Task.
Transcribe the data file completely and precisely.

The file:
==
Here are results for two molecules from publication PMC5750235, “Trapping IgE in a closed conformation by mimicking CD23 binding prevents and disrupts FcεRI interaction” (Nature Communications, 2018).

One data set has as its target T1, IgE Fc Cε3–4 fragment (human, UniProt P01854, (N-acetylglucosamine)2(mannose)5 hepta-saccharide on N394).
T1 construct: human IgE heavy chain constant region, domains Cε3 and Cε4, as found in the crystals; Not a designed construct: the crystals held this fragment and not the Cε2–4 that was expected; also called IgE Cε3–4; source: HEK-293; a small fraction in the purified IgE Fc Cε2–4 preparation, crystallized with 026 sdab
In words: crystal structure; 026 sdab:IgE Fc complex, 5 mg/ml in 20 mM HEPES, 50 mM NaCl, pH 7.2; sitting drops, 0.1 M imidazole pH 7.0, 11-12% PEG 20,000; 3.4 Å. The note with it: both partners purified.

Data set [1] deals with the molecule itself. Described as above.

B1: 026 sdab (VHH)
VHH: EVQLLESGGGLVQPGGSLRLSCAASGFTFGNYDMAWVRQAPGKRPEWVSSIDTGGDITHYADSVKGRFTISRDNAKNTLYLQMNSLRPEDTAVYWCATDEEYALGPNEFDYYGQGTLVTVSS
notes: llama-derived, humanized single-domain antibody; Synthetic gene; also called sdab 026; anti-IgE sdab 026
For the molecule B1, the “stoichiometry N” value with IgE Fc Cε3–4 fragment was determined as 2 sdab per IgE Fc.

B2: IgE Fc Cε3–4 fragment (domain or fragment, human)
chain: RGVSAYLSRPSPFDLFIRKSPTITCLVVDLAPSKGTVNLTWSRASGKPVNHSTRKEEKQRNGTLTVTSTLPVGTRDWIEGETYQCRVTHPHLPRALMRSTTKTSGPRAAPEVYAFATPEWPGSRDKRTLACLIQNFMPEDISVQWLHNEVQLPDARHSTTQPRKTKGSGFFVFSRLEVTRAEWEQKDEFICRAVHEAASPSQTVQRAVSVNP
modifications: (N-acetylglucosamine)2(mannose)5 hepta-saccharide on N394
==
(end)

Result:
Here are results for two molecules from publication PMC5750235, “Trapping IgE in a closed conformation by mimicking CD23 binding prevents and disrupts FcεRI interaction” (Nature Communications, 2018).

One data set has as its target T1, IgE Fc Cε3–4 fragment (human, UniProt P01854, (N-acetylglucosamine)2(mannose)5 hepta-saccharide on N394).
T1 construct: human IgE heavy chain constant region, domains Cε3 and Cε4, as found in the crystals; Not a designed construct: the crystals held this fragment and not the Cε2–4 that was expected; also called IgE Cε3–4; source: HEK-293; a small fraction in the purified IgE Fc Cε2–4 preparation, crystallized with 026 sdab
In words: crystal structure; 026 sdab:IgE Fc complex, 5 mg/ml in 20 mM HEPES, 50 mM NaCl, pH 7.2; sitting drops, 0.1 M imidazole pH 7.0, 11-12% PEG 20,000; 3.4 Å. The note with it: both partners purified.

Data set [1] deals with the molecule itself. Described as above.

B1: 026 sdab (VHH)
VHH: EVQLLESGGGLVQPGGSLRLSCAASGFTFGNYDMAWVRQAPGKRPEWVSSIDTGGDITHYADSVKGRFTISRDNAKNTLYLQMNSLRPEDTAVYWCATDEEYALGPNEFDYYGQGTLVTVSS
notes: llama-derived, humanized single-domain antibody; Synthetic gene; also called sdab 026; anti-IgE sdab 026
For the molecule B1, the “stoichiometry N” value with IgE Fc Cε3–4 fragment was determined as 2 sdab per IgE Fc.

B2: IgE Fc Cε3–4 fragment (domain or fragment, human)
chain: RGVSAYLSRPSPFDLFIRKSPTITCLVVDLAPSKGTVNLTWSRASGKPVNHSTRKEEKQRNGTLTVTSTLPVGTRDWIEGETYQCRVTHPHLPRALMRSTTKTSGPRAAPEVYAFATPEWPGSRDKRTLACLIQNFMPEDISVQWLHNEVQLPDARHSTTQPRKTKGSGFFVFSRLEVTRAEWEQKDEFICRAVHEAASPSQTVQRAVSVNP
modifications: (N-acetylglucosamine)2(mannose)5 hepta-saccharide on N394